Maryland top state in tech job growth in 2009
5,300 computer-related jobs added
Maryland led the nation's job growth last year in computer systems design and related services, plus the management, scientific and technical consulting sectors, according to new information from the Bureau of Labor Statistics.
The latest data show the state added 5,300 jobs in 2009 in the computer systems design and related services sector, growing 8.7 percent, and added 4,500 jobs in the management, scientific and technical consulting sector, a 13.8 percent increase. Maryland accounted for almost half of the jobs added nationally in the computer sector.
Such significant increases could occur this year, too, said Renée M. Winsky, CEO of the Tech Council of Maryland.
"Yes, I think it can continue to grow, and it has to grow for us to stay competitive," Winsky said.
Winsky cited state information that shows technology jobs constitute 6 percent of the state's work force and that the average salary of information technology workers in the state is about $82,000.
Speaking from Annapolis Monday, where she had legislative meetings scheduled, Winsky said, "Our advocacy efforts here in Annapolis are very important [to ensure tech job growth continues]. I think we need a stronger environment to help the entrepreneurs and innovators. And we want to make sure the tools are there, like the biotech tax credit, the research and development tax credit.
"Even things like the [state Department of Business and Economic Development] budget ... when you take away tools or programs there that can help, like taking away the tools to enhance a Northrop Grumman to come here, it makes it challenging it's like shooting yourself in the foot," she said.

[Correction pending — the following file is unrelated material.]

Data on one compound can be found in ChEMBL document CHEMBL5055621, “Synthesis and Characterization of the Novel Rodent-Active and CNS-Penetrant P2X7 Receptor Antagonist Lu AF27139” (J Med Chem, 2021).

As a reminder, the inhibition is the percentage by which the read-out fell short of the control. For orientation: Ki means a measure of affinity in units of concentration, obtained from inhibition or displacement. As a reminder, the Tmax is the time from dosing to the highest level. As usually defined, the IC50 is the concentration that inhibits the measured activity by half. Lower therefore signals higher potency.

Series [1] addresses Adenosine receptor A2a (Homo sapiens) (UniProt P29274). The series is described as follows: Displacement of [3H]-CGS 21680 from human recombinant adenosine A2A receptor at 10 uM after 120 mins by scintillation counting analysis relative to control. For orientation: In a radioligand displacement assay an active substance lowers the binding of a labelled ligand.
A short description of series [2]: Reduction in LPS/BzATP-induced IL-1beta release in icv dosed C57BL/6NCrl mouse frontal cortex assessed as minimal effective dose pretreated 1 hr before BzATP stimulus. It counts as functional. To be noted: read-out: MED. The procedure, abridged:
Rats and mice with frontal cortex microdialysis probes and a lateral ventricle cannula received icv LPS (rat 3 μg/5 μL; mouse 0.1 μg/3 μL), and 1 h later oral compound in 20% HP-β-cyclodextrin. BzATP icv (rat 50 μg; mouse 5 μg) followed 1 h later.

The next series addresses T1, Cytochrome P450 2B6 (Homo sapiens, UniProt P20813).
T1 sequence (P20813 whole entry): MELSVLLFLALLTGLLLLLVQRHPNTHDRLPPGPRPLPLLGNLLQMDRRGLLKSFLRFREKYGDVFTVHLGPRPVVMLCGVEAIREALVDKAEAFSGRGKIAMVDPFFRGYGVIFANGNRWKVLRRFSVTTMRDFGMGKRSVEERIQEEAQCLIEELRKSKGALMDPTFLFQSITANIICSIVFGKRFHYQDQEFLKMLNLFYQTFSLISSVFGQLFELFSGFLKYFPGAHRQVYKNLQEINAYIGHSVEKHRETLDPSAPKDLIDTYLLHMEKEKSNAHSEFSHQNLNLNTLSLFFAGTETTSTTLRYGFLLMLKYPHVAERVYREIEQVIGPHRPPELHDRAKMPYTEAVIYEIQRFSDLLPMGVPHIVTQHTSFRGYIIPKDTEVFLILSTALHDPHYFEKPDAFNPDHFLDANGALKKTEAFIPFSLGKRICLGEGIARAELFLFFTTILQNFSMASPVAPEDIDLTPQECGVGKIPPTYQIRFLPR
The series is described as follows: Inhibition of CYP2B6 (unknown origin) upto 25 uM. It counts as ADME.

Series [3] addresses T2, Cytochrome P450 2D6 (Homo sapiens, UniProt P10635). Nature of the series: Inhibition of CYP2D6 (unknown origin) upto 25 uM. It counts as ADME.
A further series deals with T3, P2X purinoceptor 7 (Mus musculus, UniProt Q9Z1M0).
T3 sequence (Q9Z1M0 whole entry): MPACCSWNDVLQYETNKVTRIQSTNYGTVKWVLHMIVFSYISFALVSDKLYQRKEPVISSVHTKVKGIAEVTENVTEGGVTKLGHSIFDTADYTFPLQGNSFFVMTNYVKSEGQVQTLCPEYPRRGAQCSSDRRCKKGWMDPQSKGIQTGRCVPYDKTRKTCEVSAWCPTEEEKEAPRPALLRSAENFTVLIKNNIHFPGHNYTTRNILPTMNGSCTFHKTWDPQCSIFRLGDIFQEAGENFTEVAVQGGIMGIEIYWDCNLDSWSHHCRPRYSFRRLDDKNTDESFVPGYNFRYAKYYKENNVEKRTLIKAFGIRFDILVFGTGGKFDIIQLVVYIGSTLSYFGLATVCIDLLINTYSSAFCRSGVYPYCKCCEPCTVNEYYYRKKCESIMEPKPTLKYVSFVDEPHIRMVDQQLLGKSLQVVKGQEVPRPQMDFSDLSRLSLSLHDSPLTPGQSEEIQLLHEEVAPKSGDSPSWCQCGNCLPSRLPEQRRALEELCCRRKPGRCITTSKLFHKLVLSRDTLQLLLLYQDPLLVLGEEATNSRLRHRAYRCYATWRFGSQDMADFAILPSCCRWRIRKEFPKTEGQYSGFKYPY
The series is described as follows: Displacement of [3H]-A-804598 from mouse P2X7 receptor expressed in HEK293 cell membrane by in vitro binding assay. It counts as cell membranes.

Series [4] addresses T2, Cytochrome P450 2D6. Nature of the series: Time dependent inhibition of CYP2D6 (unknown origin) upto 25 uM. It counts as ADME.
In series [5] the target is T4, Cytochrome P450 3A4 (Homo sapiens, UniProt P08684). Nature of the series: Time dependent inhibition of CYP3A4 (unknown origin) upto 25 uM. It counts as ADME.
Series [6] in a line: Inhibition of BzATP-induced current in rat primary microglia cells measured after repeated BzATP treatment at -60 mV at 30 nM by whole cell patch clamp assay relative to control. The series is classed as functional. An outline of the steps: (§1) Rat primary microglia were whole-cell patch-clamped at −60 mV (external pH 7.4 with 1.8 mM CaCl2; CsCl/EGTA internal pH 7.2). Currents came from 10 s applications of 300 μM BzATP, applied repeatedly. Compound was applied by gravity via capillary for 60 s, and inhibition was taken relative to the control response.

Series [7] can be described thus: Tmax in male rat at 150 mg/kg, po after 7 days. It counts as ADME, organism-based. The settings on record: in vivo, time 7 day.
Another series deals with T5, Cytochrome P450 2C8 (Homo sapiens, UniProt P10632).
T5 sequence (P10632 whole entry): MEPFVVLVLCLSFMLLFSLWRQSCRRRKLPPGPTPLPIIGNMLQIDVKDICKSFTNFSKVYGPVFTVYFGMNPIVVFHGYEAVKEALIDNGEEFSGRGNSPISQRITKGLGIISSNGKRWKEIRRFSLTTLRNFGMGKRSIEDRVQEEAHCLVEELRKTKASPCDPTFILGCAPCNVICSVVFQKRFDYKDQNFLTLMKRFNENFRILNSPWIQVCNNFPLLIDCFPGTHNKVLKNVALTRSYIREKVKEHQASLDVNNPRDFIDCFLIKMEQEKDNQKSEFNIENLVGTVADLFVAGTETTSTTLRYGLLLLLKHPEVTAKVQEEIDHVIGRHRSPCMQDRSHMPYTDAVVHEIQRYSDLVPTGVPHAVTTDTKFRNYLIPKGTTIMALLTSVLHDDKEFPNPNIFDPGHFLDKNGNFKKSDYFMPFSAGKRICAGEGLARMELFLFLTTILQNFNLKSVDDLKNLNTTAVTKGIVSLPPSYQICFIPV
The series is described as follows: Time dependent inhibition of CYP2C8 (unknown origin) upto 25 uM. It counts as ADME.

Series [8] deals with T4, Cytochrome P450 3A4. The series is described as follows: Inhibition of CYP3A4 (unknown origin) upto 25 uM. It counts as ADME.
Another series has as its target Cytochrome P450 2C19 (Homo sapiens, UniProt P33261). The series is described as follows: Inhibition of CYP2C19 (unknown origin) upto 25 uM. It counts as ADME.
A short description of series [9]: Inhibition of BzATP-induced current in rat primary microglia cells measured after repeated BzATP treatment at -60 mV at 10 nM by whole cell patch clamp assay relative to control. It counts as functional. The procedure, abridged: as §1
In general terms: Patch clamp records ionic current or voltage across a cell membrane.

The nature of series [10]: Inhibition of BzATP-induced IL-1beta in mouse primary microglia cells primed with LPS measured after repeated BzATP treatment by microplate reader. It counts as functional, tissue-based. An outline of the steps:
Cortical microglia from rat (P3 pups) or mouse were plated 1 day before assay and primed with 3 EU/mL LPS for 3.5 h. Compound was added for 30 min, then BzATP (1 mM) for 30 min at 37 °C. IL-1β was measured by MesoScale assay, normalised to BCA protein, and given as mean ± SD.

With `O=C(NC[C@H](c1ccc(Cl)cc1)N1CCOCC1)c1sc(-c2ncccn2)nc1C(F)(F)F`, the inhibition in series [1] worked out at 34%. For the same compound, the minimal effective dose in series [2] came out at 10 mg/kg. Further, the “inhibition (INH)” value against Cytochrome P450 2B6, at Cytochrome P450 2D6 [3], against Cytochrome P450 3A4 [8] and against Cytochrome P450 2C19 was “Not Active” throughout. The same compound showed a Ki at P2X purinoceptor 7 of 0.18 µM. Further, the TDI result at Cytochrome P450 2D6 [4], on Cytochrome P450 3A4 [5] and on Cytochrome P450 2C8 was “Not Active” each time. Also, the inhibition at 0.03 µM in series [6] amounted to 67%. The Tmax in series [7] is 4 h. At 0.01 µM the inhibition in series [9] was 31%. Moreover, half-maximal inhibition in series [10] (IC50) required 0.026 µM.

Overall, according to the federal statistics, while 2009 saw every state lose jobs, Maryland retained jobs at a higher rate than all but Washington, D.C., and four states: Alaska, North Dakota, Virginia and New Hampshire. Maryland lost 41,000 nonfarm payroll jobs at a 1.7 percent rate during the year. In contrast, the U.S. lost jobs at a 3.0 percent rate.
The job sectors showing the best growth in Maryland included health care, the federal government and educational services.
The health care and social assistance industry added 5,800 jobs for a growth rate of 1.8 percent. Private educational services added 3,600 jobs for 4.9 percent growth, and the scientific research and development sector added 1,000 jobs for a 3.1 percent growth rate. The federal government added 4,100 jobs for 3.2 percent growth.
The state recorded 31,500 job losses in construction for 2009, a loss of 18.5 percent, and 10,800 jobs losses in financial activities.